We’re relying on thoughtful comments from the community to help expectant parents narrow down their name decisions. Thank you in advance for sharing your insight!
I love names, especially ones that are a little bit different. But lately it seems like every name we love ends up being really popular. It’s making it really hard to choose a name for our daughter, due early in 2020.
My husband and I have two children: Everly Clare (5) and Wilder Thomas (almost 3). Both names were really different when we chose them – nobody else was using them, nobody had even heard of them! Our parents hated them. (You say that’s a good sign, right?!)
But now there’s an Everly in Wilder’s day care class, and a friend of friends just had an Everleigh. We don’t know any other Wilders yet, but I feel like it’s all over every name discussion. Both names, really.
I guess we like modern names, and we’d rather our kids have names that are a little bit different. (I was always the only Lara, and I liked it; my husband has a common name that he shares with his dad, and he wants something different even more than I do.)
So what goes with Everly and Wilder, but won’t be the next big thing?
Please read on for my response, and leave your thoughtful suggestions in the comments.
Dear Lara –
Congrats on your new daughter!
People who love names often have this problem. We tend to be a little bit ahead of the curve, and awfully good at knowing what’s going to be the next big thing. If our interest were music or interior design, this would be less of an issue. Maybe suddenly everyone would have painted their bedroom the same color, or our favorite band would start appear in movie soundtracks and Jeep commercials. But mostly, that’s okay. I mean … we can download new music. And re-paint.
Names are different, though. The crowd might catch on to our undiscovered gem of a name, and then our only choice? Well, we pretty much have to share.
So what’s a stylish namer to do?
You have two choices.
First, you can embrace the idea that you’ve given your children great names. I mean – you have! They split the difference between polished, preppy surnames and deeply meaningful choices. They have cool, edgy sounds and yet they seem enduring, too. And it’s worth repeating that popularity isn’t what it used to be.
Or you can go a little farther in search of a name that no one is using. I’ll help.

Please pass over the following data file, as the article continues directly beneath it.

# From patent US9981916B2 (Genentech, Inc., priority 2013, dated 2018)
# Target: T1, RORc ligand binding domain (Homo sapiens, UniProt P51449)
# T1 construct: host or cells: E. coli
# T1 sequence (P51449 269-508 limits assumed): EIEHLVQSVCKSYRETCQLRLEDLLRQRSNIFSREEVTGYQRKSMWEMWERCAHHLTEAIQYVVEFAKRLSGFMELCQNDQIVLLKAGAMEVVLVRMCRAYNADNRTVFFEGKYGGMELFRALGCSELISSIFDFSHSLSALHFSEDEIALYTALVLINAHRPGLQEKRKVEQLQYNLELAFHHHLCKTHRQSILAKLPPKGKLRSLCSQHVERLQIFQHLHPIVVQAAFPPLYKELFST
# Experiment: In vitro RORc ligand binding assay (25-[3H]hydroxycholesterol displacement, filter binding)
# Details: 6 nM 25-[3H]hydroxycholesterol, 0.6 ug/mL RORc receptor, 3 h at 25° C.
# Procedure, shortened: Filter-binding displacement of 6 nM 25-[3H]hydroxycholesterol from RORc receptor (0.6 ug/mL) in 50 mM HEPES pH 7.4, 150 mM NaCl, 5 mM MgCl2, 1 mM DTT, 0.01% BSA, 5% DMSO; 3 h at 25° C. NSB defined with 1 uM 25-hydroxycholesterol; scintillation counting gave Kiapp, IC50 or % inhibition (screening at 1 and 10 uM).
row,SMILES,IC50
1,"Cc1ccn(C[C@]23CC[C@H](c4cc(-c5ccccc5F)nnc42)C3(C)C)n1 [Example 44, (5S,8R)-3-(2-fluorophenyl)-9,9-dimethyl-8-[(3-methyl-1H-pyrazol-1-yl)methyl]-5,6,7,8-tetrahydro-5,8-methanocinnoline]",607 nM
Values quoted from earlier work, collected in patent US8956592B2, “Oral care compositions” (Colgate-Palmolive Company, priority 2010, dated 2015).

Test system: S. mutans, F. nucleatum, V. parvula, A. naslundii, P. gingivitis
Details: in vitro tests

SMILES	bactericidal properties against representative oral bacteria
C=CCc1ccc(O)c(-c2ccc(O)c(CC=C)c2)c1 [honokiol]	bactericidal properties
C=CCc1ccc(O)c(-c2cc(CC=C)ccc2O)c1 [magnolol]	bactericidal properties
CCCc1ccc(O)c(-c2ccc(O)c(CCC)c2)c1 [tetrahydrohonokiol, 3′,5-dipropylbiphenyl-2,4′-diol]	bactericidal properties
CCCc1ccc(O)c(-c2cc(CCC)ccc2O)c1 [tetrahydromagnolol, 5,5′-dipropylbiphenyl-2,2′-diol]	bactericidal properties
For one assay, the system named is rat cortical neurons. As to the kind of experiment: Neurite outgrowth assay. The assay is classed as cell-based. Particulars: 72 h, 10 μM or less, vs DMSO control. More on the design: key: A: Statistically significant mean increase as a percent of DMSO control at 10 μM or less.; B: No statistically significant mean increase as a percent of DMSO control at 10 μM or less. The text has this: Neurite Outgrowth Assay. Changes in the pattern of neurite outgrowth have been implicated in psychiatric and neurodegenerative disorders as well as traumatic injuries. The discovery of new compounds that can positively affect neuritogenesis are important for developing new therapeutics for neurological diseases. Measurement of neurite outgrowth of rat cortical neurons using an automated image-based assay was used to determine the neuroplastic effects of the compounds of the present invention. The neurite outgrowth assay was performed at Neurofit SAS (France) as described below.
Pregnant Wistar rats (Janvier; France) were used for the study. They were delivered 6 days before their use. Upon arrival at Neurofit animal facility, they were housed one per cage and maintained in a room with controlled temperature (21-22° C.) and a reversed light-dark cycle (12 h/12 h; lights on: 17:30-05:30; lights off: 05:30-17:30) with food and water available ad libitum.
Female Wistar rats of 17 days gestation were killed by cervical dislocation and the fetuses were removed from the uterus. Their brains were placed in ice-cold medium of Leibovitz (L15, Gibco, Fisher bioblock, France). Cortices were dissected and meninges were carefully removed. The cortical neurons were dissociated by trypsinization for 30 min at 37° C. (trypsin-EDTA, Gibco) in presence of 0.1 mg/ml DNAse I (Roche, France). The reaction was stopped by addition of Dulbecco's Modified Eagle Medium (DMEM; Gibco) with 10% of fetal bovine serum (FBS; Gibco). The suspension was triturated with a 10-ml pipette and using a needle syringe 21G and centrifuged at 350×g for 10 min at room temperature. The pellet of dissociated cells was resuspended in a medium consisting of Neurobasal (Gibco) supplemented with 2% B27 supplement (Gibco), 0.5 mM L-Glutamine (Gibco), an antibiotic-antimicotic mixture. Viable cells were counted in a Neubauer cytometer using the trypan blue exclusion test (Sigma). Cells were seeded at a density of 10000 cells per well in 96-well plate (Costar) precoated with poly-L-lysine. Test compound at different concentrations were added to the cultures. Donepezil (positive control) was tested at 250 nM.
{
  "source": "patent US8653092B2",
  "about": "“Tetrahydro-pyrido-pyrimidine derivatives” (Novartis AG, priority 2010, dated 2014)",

A word of caution: these names might feel even stranger to others than Everly and Wilder did at first. After all, it sounds like Everly and Wilder were gaining in use when you chose them. I’m going to suggest names that are far rarer for this daughter. So you may need to repeat them, spell them, and even explain them sometimes. Given what you’ve told me, that might be a little bit of a thrill.
None of these names ranks in the current US Top 1000, and I don’t see any of them tipping in this year, either. (Though that can always change.)
But based on what we know today, these are my picks for a sister for Everly and Wilder.
Adair – A surname style name with a hint of adventure, thanks to “dare” in the second syllable. I suggest it all the time, but no one takes me up on it. Lucky for you! A mere 17 girls were named Adair last year.
Brighton – Another surname-style choice with a virtue built in. Just like Everly’s enduring ever and Wilder’s untamed wild, Brighton carries a shining light of a word. 131 girls – plus 118 boys – received the name last year, but that’s still well beyond the US Top 1000.
Halston – A surname inspired by a 70s and 80s fashion design powerhouse, Halston feels familiar. And yet, just 11 girls (and 14 boys) were named Halston last year.
Hollis – Hollis feels like a surname spin on former favorite Holly, but it’s also pretty rare. 145 boys and 121 girls received the name last year, but that’s still far outside of the Top 1000.
Linden – Like Adair, I’ve been suggesting Linden for years, but it’s just not happening. Linden sounds just feminine enough – thanks to so many Lynns – but it’s tailored, too. 80 girls and 105 boys received the name last year.
Paxton – Strictly speaking, Paxton ranks in the US Top 1000 – for boys. And I suppose if you asked me, I’d expect Paxton to be a brother for Everly and Wilder. Except Pax started out as the Roman goddess of peace, which makes me feel like Paxton could be gender neutral … and meaningful, too. 1,677 boys received the name last year, but just 87 girls.
Whitaker – Whit makes me think of wisdom, though that’s not what it means – it refers to the color white. We named girls Whitney for years, but Whitaker feels fresh and unexpected today. 44 boys received the name, and fewer than five girls. (In other words, it’s not listed in the 2018 baby names data – which could mean it was given to zero girls, or as many as four.)
Winslow – Names ending in ‘o’ continue to rise for girls, whether it’s Margot or Meadow. Marlowe could be the next Everly, so if you’d like to avoid that, how about Winslow? It’s unexpected, but definitely on the right side of wearable. 47 girls and 31 boys received the name last year.
Overall, my favorite is Adair. I like the way it includes a bold sound, just like your older kids. And just as Everly might be Evie in the future, Adair could blend in as Addie, if she were so inclined. So I think they make for balanced, well-matched sibling names.
And while I can’t guarantee no one will ever discover Adair, it’s not trending … not even a little bit. Even if it tripled in use next year, you’d still probably never meet an other Adair.
Readers, what have I missed? And what would you suggest as a trend-proof sister for Everly and Wilder?